Michelle Clark

In my 48 years on the planet, I have only spent the past 8 away from Army life. I was born in October of 1967 and my father was activated for the Vietnam war in 1968. I used to joke that I have lived everywhere twice, which is true.

I was born in Hays, Kansas and when Dad was activated we moved to Ft. Hood Tx. From Ft. Hood we moved to the DC area, where my brother was born. My father had to complete his degree in order to remain an officer in the Army, so we moved to Tucson, Az. Then off to Pennsylvania, then Vilseck, Germany. While in Germany I learned so much about life, and how different it could be. I lived in a military community, but was out on the economy. I learned that being an officer’s kid wasn’t cool to the enlisted kids, had to learn how to fist fight boys and girls, in order to just make it home from the bus stop. I learned to speak German and made many German friends, which would help me in later years.

My Dad was then stationed at the Pentagon and I relearned American society at the age of 11. I came back wearing Toughskins and whatever could be ordered from the Sears catalog, which was not popular in the US. Living in the DC area has been and always will be the core of who I am. I learned that being true to who you are and intelligence was a priority in my life. I also envied people who grew up in the same place their whole lives. I always had the 3 year plan to change my friends and surroundings. I did not learn the skills for long term relationships until a much later age, and sometimes still revert to the feeling that everything is temporary.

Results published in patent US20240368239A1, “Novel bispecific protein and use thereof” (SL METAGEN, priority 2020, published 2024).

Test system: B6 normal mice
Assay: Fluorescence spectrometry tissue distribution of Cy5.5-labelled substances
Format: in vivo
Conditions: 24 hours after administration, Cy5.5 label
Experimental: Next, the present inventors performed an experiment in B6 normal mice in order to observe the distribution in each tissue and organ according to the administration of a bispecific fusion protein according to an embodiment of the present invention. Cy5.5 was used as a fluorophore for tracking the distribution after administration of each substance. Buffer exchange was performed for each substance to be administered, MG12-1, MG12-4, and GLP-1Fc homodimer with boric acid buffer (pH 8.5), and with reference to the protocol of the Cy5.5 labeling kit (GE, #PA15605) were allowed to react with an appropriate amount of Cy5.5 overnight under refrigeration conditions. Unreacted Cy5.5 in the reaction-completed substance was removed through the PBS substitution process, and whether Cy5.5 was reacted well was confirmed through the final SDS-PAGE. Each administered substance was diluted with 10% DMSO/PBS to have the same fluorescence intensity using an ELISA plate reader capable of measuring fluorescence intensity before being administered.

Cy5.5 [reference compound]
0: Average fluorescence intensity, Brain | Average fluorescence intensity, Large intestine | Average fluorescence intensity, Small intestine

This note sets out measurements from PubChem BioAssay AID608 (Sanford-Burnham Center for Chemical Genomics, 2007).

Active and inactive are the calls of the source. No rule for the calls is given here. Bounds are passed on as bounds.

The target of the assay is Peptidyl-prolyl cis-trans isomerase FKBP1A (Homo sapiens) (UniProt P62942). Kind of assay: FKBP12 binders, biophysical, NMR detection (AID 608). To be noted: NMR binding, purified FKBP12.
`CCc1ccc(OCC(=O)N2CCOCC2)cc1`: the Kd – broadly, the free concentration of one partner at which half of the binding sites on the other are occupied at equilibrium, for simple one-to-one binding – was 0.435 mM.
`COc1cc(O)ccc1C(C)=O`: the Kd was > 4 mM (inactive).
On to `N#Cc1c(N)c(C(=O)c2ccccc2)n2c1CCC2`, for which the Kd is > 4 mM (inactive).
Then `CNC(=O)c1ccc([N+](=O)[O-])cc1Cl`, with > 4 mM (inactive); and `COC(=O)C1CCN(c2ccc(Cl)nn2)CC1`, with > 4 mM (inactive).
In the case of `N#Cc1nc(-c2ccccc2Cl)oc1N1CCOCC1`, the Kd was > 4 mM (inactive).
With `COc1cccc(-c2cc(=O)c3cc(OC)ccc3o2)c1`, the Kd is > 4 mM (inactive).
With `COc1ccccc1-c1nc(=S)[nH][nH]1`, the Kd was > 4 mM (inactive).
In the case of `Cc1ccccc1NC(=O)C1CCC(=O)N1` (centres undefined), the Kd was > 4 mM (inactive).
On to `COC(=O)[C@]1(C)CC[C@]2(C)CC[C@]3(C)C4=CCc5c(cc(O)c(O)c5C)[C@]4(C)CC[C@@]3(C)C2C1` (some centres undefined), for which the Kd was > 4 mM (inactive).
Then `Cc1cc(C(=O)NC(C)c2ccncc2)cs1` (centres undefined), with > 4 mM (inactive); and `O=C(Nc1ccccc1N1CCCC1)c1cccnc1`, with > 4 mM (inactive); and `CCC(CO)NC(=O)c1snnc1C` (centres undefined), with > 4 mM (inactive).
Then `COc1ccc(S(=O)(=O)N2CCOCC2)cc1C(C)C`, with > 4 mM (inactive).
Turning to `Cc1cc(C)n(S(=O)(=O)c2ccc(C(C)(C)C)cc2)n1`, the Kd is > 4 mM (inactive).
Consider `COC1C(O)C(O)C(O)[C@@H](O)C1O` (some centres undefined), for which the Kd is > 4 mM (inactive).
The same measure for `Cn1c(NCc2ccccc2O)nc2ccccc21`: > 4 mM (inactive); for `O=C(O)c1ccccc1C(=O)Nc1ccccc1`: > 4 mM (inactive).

For college I went back to Hays, Ks, moved to Tucson for college as well, moved back in with my parents at Ft. Knox, Ky and then married a man in the Army. We then moved back to Vilseck, Germany, Ft. Hood, Tx and then back to Ft. Knox. Everywhere twice.

I think the positives from being an army brat were the adaptive abilities that I learned; making friends easily, making a home wherever I land, I have seen the world and realize how fortunate we are as Americans and understaing that nothing is permanent.  The negatives are; there is no location that I call home, everything is temporary (so I always expect some end), I can see the bigger picture and have a hard time with people who are extremely narrow minded, I do not feel connected to any one community.